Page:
October 19: Event With FCC Commissioner Carr On Expanding The Covered List.
On Tuesday, October 19, China Tech Threat is hosting a virtual event with FCC Commissioner Brendan Carr on expanding the FCC’s Covered List. The 2019 Secure and Trusted Networks Act directs the FCC to establish a “Covered List” of communications equipment and services that pose an unacceptable risk to our national security. CTT’s Dr. Roslyn Layton, Commissioner Carr, CNAS’ Martijn Rasser, CSET’s Emily Weinstein, National Security Lawyer Jordan Brunner and the Telecom Industry Association’s Colin Andrews will discuss current proceedings on the Covered List. Click here for additional details and to register. For more on the FCC proposed rule and comments CTT filed advising the agency on how to ensure the Covered List of vulnerable equipment vendors is current and relevant, click here.
Call To Action: Join CTT Letter Endorsing The Secure Equipment Act, FCC Covered List.
As a next step in the FCC’s process to restrict equipment authorizations from companies on the FCC’s “Covered List,” CTT is driving a joint letter effort to endorse support for the FCC proceeding and the bipartisan Secure Equipment Act of 2021, sponsored in the Senate by Edward Markey and Marco Rubio and in the House of Representatives by Steve Scalise and Anna G. Eshoo. The letter closes tomorrow (10/15). These two policy efforts affirm support for the rule of law, the necessary defense against foreign aggression, and robust competition by actors which respect U.S. law. To learn more about the letter and join as a signer, email [email protected] or [email protected].
BIS Nominee Advances In Senate, Expresses Deep Concern About China’s Military-Civil Fusion Threat.
Following approval by the Senate Banking Committee on October 5, Alan Estevez’s confirmation to serve as Under Secretary of Commerce for Industry and Security (BIS) will now advance to the full Senate. In response to prepared Questions for the Record, Mr. Estevez stated, “I am deeply concerned about the People’s Republic of China’s (PRC) efforts to seek U.S. technologies to further its military modernization, such as through diverting items from civilian to military applications (i.e., its military-civil fusion strategy), creating illicit procurement networks, and stealing intellectual property, among other destabilizing activities. If confirmed, I [will] appropriately use the authorities of BIS under the Export Control Reform Act (ECRA) of 2018 to protect our national security and foreign policy interests while strengthening our technological innovation and leadership.”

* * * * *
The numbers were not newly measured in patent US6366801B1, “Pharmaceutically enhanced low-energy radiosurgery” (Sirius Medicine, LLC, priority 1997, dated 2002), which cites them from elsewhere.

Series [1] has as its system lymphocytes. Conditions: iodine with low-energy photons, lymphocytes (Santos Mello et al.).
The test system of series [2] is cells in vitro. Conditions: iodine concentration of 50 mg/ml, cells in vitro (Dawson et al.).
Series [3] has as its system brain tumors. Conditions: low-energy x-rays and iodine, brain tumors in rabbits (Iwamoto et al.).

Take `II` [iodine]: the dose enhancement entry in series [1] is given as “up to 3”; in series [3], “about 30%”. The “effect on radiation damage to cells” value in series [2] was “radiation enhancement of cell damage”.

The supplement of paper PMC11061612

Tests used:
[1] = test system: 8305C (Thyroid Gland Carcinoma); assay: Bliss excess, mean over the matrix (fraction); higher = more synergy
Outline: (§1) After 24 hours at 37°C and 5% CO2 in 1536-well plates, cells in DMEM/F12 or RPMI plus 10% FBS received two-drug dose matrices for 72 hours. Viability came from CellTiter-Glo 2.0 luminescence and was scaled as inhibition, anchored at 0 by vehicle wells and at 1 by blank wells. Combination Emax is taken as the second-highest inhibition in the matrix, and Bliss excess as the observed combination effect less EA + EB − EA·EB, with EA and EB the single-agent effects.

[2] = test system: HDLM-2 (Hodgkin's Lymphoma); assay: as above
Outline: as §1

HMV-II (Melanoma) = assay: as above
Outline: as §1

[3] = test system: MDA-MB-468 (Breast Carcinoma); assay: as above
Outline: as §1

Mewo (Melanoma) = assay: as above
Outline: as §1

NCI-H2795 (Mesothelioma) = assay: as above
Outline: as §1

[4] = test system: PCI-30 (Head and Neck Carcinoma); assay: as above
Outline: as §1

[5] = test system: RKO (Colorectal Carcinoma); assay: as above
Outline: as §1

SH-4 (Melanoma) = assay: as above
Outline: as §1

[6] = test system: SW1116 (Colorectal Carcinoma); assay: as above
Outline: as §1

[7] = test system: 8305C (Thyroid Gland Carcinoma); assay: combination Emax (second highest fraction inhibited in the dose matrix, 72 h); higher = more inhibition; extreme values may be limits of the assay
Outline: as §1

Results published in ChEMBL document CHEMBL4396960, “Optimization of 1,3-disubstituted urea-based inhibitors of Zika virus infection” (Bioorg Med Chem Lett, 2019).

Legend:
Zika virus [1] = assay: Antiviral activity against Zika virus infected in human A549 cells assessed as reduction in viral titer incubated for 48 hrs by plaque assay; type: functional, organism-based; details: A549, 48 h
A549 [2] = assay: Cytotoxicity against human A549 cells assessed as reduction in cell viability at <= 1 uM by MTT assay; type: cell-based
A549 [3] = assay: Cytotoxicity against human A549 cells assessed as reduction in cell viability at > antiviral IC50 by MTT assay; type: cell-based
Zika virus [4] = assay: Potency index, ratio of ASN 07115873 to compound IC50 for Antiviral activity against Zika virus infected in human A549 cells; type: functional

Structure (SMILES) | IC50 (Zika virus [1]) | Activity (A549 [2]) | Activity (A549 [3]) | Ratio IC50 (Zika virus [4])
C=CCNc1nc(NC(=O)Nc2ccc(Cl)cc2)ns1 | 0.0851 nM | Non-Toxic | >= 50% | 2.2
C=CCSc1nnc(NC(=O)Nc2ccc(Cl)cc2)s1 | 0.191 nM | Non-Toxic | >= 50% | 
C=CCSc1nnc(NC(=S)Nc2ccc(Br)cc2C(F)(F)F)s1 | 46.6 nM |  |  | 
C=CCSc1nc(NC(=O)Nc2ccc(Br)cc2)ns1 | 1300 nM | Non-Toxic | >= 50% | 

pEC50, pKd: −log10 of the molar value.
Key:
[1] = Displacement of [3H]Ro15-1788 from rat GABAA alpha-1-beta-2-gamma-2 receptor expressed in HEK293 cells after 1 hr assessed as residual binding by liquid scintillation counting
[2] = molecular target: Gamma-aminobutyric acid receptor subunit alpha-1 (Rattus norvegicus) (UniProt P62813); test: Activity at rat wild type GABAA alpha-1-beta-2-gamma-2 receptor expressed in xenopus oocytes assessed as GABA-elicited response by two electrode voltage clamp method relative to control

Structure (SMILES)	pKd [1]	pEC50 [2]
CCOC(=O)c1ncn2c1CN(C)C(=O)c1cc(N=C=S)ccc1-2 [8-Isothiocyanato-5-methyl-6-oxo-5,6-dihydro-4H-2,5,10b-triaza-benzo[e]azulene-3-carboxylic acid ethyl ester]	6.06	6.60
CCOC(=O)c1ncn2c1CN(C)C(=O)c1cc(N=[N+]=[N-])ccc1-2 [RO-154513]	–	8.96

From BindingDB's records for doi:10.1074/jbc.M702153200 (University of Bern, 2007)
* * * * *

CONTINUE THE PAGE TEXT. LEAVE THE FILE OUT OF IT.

Cybersecurity Threats In The States: Risk Assessment Update.
China Tech Threat released a memo on its project to assess the threat of banned Chinese technology in each state. Through Freedom Of Information (FOIA) requests and even legal action to obtain information when necessary, the project to date has found that 38 had contracts with banned Chinese tech companies and more than $50 million has been spent by states on these risky tech contracts. Despite legal action to obtain information, Tennessee, Maine and New Jersey have yet to release data which could leave residents and infrastructure vulnerable to cyber threats.
CTT And Hudson Institute Discuss Decoupling From China.
In September, China Tech Threat’s Dr. Roslyn Layton sat down with Hudson Institute’s Arthur Herman to discuss his recently launched Hamilton Commission, the future of the Bureau of Industry and Security, the importance of the U.S decoupling from China and ensuring that companies such as YMTC cannot enter the U.S market. Watch the event here.